Rote Pilot Solution
- Erika Armstrong
The amount of information Business Aviation pilots need to store in their brain would exceed the capacity of most laptop computers. Sure, they fly into the major airports in each state, but they also fly into the 16,000 other airports in the U.S. (about 44,000 worldwide), including private landing strips. There are so many variables of airplanes, systems, weather, pilot personality, mechanical failures, ATC, rules and regulations that pilots are constantly in training. Even constant training can't cover everything, especially when the rules and regulations haven't kept up with reality.
Every few years, the FARs need a review. Sometimes rules are set and pilots are trained to complete the task, but we've forgotten the reason behind it. Why is one pilot required to wear an oxygen mask at all times above FL350 – even on a long-haul flight? Will we have O2 when we need it? What's the purpose of quick-donning masks? Why are we doing this? Simply because that's what we've always done isn't a good answer.
In the simulator, we practice V1 cuts all the time because that would be the worst possible moment, but the reality is that engine failures happen most often during cruise. How different is aircraft performance at FL410? FL510? What are all the other considerations? What are all the other 'what ifs'? What if you're flying over a massive thunderstorm when you have that engine failure? Dual engine failure? Can't happen? Ask the Beechjet crews that once thought that.
The NBAA is proposing that training and checking will be more effective it if is scenario-based. The proposal, for now, is for obtaining ATP and Type Ratings. Instead of a rote response to a predetermined emergency, maybe we should mix it up even further, beyond the NBAA proposal and beyond just the initial ratings. Yes, pilots get offended when their sim instructor gives them multiple emergencies ("Hey, you're not supposed to do that!"), but what better way to train than to let pilots have a deeper understanding of how one system failure affects the other. Don't tell the pilots what you're going to do, and don't ask them if there is anything they want to see; that defeats the purpose. Let it be like life, a surprise around each corner.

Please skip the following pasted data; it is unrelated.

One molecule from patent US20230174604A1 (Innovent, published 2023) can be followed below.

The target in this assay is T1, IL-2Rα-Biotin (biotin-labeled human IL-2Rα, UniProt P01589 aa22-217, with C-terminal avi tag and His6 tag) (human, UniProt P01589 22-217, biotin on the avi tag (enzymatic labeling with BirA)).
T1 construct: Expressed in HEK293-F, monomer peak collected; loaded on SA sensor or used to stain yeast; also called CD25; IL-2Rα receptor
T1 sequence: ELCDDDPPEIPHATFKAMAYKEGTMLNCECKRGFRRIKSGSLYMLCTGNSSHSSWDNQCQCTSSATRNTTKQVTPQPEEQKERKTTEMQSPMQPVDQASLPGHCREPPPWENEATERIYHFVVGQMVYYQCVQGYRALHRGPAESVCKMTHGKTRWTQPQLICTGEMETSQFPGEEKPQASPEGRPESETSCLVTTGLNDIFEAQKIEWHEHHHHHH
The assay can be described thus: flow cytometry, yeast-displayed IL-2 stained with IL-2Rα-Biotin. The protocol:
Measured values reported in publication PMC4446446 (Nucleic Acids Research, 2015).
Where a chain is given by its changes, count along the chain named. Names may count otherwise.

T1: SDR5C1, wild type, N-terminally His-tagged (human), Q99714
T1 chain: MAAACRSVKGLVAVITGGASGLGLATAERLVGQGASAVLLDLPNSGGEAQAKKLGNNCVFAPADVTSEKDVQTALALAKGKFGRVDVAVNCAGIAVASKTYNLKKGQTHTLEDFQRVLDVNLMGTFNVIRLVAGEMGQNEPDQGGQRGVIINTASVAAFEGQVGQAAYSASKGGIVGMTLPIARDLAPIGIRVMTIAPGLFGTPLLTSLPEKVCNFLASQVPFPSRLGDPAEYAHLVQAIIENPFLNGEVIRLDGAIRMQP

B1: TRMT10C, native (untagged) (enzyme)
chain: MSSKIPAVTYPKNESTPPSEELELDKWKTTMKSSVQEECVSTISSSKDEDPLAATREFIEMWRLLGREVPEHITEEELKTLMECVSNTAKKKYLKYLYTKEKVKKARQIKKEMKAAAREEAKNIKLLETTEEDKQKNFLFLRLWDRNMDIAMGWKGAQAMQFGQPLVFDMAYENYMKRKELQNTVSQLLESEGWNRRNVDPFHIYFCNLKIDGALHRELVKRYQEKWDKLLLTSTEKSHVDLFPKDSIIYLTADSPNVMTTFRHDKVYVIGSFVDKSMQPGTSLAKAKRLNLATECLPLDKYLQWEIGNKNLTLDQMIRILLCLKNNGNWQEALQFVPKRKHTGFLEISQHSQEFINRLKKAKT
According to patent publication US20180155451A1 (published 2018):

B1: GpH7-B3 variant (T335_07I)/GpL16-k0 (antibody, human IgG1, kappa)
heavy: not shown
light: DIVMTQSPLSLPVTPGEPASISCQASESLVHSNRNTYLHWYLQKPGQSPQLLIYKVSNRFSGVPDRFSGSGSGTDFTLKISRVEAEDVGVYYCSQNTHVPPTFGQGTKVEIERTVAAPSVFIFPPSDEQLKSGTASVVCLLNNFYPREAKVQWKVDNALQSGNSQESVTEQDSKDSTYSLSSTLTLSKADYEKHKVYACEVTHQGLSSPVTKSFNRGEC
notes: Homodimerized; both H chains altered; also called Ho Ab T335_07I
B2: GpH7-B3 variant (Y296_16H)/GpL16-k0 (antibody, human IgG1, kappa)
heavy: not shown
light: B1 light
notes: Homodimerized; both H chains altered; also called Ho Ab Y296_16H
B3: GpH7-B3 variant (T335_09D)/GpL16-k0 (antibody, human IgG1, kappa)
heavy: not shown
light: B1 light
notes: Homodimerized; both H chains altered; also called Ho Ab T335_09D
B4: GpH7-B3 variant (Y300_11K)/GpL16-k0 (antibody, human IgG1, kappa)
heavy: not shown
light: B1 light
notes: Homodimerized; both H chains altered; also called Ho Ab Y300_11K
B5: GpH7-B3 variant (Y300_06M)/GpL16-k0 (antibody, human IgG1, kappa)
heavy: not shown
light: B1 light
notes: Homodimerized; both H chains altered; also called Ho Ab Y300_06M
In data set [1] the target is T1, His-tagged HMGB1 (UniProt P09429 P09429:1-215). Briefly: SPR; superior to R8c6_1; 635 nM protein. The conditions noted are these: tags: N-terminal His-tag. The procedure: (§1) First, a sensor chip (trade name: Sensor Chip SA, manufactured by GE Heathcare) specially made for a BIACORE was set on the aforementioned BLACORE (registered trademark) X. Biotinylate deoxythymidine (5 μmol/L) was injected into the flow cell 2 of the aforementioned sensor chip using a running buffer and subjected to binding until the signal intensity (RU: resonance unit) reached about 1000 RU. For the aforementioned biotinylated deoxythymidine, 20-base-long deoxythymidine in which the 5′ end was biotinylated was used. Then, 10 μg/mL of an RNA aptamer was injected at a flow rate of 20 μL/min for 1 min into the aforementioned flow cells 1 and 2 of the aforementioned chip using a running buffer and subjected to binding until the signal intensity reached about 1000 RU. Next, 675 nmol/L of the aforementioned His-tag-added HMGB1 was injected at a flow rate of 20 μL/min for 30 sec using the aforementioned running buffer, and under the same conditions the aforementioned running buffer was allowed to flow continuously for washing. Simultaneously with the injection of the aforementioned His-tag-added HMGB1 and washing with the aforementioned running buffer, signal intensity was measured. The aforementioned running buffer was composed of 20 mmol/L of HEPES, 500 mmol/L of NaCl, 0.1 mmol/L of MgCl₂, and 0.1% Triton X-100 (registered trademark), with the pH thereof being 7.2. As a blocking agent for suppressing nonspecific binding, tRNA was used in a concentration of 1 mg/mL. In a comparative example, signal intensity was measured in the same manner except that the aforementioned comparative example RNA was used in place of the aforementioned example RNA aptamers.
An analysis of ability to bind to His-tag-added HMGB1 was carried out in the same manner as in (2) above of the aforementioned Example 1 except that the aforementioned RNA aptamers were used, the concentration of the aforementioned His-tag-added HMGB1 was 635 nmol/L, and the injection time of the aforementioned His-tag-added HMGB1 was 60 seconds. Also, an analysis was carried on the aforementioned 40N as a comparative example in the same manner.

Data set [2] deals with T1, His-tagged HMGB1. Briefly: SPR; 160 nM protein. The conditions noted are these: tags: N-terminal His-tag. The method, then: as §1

Let pilots crash the simulator with multiple emergencies and the first crew that day who gets the airplane safely on the ground doesn't have to buy lunch the next day. Of course, do all the other standard training that we always do every year. But at the end of each session, let's have some "fun" to save some lives. Don't put the results in your instructor notes. Nope, there isn't a checklist for what you're about to do anyways. The real world never goes exactly according to that nice, neat checklist that the simulator conforms to. I think you'll find that most pilots would welcome the challenge. Sure, they'll grumble about it at first-that's what pilots do. But I guarantee it's what they'll remember most about their sim time.
No matter the emergency, the crew that works the best together will be the first to get the airplane on the ground safely. It will also reinforce that single-pilot operations are common and completely doable and safe, but having a second, qualified pilot during an emergency might make the difference between being a story and telling a story.
What's your scenario-based story?
Here's the link to the NBAA Proposal Docket FAA-2018-0811
If you want to share your opinion with Erika about her ridiculous ideas, she can be reached at Erika@aircrewacademy.com